In an attempt to transport the audience to the Celtic isles and tempt spring in the Okanagan, Malinda Sunderland (left) Shileen Whibley, Jenae Van Gameren, Charity Van Gameren, Sarah Mori Jones and Sharon Kilistoff of Celtic Cara present The Isles of Dream March 10 at Trinity United Church. (Photo submitted)

In an attempt to transport the audience to the Celtic isles and tempt spring in the Okanagan, Malinda Sunderland (left) Shileen Whibley, Jenae Van Gameren, Charity Van Gameren, Sarah Mori Jones and Sharon Kilistoff of Celtic Cara present The Isles of Dream March 10 at Trinity United Church. (Photo submitted)

Singers transport Vernon to Celtic isles

As a lead up to St. Patrick’s Day, Celtic Cara presents The Isles of Dream March 10

Green hills roll through the Celtic isles, where vibrant songs share deeds of old and warmth stirs in the air.

Its just that feeling of the looming spring and tales of mysticism that Celtic Cara hopes to embody as it fills Trinity United Church with traditional Celtic sounds March 10 as a lead up to St. Patrick’s Day.

Directed by Terry Logan and produced by Charity Van Gameren, Celtic Cara’s The Isles of Dreams sees six women fill the stoic church hall with powerful voices that reverberate through the pews.

“There are so many beautiful stories to tell, beautiful songs,” said Van Gameren. “In spite of winter trying to hold on, we’re going to usher in spring with this beautiful Celtic music.”

Singing classics like Frederic Weatherly’s 1913 hit Danny Boy and An Irish Blessing of unknown origin, the Caras are joined on stage by Aviemore School of Highland Dancers and backed by the iconic sounds of the Celtic fiddle, harp and Bodhran.

“I think the part we’re trying to get across is it’s not a choir performance,” Logan said.

Fashioned after the acclaimed musical ensemble Celtic Woman, the Cara’s performance weaves together Celtic hits — some of which are sung entirely in Gaelic — dance and theatre to create an evening of storytelling.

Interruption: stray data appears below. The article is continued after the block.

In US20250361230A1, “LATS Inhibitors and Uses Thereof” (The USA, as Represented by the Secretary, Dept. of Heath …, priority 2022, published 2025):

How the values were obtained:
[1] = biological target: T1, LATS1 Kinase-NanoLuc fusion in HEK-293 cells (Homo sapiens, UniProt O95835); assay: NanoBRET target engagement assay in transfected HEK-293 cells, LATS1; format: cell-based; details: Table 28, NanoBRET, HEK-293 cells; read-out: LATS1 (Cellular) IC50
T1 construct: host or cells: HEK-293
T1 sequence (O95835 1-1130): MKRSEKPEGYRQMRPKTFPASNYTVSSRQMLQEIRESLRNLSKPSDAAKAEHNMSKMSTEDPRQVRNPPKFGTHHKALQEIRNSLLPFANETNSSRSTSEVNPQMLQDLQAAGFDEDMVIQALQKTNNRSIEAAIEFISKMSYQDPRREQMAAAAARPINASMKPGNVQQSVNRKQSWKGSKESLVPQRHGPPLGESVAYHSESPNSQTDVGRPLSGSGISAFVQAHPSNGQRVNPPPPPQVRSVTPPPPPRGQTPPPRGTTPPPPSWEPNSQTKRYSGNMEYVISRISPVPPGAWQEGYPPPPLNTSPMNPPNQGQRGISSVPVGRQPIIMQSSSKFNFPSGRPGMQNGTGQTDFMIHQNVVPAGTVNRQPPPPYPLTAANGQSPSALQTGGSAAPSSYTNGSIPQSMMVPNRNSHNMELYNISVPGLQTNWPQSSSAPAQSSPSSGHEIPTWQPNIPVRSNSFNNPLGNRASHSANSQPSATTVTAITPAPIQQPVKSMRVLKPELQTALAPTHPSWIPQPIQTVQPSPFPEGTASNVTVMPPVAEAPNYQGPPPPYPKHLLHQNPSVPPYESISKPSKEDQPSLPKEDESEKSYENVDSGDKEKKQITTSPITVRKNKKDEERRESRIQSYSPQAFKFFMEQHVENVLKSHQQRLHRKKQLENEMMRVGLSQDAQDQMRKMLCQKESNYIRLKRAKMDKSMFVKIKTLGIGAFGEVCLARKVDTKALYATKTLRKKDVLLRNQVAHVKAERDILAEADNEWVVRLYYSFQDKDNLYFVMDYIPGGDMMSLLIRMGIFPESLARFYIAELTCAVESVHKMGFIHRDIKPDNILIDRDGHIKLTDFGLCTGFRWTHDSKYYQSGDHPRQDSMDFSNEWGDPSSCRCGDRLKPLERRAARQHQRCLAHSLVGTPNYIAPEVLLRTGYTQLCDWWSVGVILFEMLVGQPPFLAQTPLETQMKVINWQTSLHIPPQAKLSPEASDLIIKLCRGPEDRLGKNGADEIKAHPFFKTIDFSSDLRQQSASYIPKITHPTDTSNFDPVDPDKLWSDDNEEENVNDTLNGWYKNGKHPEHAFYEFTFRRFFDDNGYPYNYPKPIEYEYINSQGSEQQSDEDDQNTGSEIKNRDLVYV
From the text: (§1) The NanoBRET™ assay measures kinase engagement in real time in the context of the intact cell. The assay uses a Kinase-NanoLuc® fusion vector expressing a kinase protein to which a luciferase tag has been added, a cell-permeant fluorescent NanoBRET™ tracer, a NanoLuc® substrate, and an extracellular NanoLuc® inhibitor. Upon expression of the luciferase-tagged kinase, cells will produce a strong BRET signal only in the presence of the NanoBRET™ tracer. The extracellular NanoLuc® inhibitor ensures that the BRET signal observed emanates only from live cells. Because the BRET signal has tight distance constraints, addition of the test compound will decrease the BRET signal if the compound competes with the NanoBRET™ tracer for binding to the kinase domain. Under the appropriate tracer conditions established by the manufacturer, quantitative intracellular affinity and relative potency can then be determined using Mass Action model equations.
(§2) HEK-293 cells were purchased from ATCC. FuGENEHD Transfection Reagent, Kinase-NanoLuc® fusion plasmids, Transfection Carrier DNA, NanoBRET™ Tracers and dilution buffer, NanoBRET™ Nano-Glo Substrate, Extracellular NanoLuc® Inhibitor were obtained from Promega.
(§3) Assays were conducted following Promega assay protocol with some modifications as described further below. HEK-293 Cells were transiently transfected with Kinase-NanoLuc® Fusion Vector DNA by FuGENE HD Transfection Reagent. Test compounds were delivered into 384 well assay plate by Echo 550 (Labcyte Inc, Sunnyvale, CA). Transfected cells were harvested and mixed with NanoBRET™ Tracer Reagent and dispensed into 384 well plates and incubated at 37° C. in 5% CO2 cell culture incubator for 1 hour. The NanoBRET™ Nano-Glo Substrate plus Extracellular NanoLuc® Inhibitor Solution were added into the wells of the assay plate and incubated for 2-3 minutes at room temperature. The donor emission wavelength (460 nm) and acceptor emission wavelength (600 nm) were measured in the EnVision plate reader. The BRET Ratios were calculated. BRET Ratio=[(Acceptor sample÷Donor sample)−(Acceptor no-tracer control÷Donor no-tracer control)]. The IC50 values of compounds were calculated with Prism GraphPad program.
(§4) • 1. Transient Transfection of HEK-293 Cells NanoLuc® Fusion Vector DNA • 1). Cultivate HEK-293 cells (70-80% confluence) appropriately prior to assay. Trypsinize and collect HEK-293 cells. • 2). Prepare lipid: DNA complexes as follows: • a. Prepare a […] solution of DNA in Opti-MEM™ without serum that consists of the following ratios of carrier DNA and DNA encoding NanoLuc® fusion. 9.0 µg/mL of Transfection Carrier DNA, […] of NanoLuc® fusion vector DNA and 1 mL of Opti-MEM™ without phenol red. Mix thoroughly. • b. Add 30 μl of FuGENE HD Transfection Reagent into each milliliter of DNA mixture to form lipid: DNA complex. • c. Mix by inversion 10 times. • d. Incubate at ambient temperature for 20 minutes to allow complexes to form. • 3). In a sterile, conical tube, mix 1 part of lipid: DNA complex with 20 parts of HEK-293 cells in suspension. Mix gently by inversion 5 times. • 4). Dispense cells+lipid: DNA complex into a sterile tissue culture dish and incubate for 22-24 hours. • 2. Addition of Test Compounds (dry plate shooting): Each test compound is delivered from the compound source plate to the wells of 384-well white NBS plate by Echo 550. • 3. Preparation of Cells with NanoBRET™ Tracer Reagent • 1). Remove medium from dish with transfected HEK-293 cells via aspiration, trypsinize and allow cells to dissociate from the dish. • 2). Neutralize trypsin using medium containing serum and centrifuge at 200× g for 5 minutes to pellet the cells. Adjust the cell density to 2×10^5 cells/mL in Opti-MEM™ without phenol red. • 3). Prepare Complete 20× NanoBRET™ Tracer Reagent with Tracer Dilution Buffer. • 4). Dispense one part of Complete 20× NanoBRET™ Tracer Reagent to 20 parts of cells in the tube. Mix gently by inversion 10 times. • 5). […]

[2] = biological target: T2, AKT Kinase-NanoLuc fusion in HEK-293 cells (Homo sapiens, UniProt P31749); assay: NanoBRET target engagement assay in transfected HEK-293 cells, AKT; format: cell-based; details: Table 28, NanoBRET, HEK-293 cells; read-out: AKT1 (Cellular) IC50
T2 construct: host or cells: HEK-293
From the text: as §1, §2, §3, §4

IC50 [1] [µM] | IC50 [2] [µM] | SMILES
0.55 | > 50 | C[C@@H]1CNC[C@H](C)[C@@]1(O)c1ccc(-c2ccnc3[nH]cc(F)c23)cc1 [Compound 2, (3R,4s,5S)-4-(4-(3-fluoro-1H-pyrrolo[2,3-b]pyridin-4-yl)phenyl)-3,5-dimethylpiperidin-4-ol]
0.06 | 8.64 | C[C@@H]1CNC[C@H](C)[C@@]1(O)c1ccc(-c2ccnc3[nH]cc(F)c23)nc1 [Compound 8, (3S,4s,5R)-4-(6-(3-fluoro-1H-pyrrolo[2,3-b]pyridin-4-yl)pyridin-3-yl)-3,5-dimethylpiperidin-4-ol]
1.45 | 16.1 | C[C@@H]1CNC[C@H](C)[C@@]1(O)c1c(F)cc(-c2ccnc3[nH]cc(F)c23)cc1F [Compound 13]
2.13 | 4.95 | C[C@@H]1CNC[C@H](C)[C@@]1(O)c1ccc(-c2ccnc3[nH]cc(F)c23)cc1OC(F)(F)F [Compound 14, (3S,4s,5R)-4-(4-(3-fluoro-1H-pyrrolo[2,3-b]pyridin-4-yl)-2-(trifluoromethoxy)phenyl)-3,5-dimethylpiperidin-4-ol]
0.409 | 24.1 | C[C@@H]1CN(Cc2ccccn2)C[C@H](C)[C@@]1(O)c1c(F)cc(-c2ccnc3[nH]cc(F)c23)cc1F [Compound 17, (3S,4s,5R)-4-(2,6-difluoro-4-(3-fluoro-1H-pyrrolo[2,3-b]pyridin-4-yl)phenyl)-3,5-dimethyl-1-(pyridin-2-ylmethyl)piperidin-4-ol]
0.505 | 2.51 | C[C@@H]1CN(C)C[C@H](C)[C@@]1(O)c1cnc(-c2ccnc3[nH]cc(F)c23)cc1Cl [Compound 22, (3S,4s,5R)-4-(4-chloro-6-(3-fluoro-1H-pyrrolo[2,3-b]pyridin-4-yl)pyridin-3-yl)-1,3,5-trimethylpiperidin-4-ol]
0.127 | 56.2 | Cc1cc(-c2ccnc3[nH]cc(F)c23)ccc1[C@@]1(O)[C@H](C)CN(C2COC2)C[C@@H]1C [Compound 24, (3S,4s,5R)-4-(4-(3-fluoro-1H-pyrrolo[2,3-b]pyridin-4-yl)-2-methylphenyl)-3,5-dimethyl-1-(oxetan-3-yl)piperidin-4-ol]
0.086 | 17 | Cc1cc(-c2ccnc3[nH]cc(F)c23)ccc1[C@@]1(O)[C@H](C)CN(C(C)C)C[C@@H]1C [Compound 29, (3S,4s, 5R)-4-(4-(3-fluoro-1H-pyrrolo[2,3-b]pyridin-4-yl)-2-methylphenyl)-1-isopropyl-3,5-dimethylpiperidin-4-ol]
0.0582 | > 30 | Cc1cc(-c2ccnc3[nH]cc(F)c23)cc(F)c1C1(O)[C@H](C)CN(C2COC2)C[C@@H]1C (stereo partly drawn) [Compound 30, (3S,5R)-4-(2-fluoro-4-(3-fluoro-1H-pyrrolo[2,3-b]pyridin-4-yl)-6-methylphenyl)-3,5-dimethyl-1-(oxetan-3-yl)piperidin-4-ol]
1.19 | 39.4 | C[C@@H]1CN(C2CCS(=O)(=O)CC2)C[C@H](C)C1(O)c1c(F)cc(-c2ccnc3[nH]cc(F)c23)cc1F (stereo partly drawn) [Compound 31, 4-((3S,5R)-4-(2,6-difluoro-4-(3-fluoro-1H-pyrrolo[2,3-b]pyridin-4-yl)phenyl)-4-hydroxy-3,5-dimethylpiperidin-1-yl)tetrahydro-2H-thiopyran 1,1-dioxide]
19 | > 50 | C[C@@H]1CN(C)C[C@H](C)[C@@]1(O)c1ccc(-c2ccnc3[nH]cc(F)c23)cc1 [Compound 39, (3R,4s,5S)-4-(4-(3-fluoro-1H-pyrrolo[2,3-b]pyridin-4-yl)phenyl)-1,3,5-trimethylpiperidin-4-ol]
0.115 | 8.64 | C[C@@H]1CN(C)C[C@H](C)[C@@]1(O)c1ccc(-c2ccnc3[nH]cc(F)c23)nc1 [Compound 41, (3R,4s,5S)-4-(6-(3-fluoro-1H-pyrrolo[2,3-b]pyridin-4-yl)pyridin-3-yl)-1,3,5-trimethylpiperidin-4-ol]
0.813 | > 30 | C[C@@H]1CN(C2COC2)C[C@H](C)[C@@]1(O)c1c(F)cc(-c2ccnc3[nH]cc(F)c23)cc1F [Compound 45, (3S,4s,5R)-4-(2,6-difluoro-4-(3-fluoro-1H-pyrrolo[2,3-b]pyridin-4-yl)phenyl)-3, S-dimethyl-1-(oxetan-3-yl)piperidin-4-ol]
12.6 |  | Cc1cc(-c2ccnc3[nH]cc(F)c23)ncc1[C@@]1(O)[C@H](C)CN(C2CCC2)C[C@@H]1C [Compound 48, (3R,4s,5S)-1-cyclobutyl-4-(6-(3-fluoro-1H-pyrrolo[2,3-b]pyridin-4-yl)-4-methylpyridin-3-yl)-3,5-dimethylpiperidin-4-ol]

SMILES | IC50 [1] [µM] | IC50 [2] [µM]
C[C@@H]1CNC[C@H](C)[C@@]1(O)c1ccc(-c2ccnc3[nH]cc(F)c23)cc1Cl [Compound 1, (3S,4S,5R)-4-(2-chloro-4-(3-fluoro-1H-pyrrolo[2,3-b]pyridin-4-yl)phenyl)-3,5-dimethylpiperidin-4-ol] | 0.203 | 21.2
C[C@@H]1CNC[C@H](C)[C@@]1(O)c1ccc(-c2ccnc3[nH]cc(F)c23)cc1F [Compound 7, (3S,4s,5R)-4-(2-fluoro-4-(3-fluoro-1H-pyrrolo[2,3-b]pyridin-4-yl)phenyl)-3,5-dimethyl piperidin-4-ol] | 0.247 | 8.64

Now in its second year, Celtic Cara’s performance has moved from it’s original location at All Saints Anglican Church, which they filled with their inaugural show, to Trinity United Church to allow for a larger audience.

And while the venue may have gotten larger from last year’s performance, the troupe has become smaller.

“We decided to make it smaller to have a more intimate group,” Van Gameren said. “It showcases more of each individual singer.”

Each singer of Celtic Cara is professionally trained and the group boasts a wide range of vocal prowess.

“Charity and I wanted to something together, to collaborate together,” said Logan, who once gave Van Gameren singing lessons. “Cara means friend. That’s why we named it Celtic Cara — everyone in this group is very close.”

Van Gameren agreed, adding that the combination of six women’s voices culminates in a sonic powerhouse.

“I think people will be in awe of that,” Van Gameren said.

Celtic Cara presents The Isle of Dreams at 7 p.m. March 10 at Trinity United Church. Tickets are avaailable for $26 adult, $24 senior, $10 student and $5 for children five-and-under through the Ticket Seller, 250-549-7469, www.ticketseller.ca.


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